The Kiplings and India: A Collection of Writings from British India, 1870-1900

Nursery Rhymes for Little Anglo-Indians (Rudyard Kipling)

Hush-a by Baby
In the verandah,
When the sun drops
Baby may wander.

When the hot weather comes
Baby will die, 
With a fine pucca tomb
In the ce-me-te-ry.  
I HAD a little husband
      Who gave me all his pay,
I left him for Mussorie 
      A hundred miles away.

I dragged my little husband's name
      Through heaps of social mire,
And joined him in October
      As good as you'd desire. 
"Ba-Ba-BABU, have you got your will?" 
"Yes Sar, Yes Sar, thanks to the Bill.
"Four-anna witnesses—plenty telling cram,
And bless the Barra-Lat-Sahib, who says how good I am."

SEE-SAW, Justice and Law,
      The Raiyats shall have a new master.
And the Zemindar ain't allowed to distraint
      Because they can't pay any faster.
SING a Song of Sixpence,
  Purchased by our lives, 
Decent English Gentlemen,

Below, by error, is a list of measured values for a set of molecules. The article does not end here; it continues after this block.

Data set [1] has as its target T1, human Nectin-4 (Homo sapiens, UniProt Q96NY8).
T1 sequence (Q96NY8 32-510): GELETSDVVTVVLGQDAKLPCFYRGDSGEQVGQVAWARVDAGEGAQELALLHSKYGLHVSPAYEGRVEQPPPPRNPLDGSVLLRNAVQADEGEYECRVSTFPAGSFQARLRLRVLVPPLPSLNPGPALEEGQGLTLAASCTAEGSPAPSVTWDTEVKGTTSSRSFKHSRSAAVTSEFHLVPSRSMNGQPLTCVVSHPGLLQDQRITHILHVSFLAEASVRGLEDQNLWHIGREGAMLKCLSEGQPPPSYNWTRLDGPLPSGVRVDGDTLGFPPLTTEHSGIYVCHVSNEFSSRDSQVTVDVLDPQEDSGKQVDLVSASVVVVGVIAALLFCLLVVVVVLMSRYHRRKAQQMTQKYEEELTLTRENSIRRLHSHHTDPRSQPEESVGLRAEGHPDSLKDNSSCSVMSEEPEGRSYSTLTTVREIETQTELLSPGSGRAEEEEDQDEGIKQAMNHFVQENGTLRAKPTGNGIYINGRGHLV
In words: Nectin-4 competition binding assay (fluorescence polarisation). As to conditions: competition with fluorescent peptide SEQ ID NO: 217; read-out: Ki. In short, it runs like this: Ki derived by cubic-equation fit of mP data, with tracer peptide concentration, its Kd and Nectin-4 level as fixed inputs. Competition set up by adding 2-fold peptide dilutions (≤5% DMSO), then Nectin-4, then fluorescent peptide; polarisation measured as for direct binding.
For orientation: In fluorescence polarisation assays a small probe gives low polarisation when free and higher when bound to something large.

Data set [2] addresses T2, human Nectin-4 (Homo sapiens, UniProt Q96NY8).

Roasting with their wives 

In the plains of India,
  Where like flies they die.
Isn't that a wholesome risk
  To get our living by?  

The fever's in the Jungle,
  The typhoid's in the tank,
And men may catch the cholera
  Apart from social rank; 

And Death is in Garden
  Awaiting till we pass, 
For the Krait is in the drain-pipe
  The cobra in the grass.

With a lady flirt a little, 
      'Tis manners so to do. 
Of a lady speak but little,
      'Tis safest so to do.
Jack's own Jill goes up to the Hill
      Of Murree or Chakrata
Jack remains, and dies in the plains,
      And jill remarries soon arter [sic ].
Mary, Mary, quite contrary,
      Where do your subalterns go?
For love is brief and the next relief
      May scatter them all like snow. 


This page has paths:

This page has tags: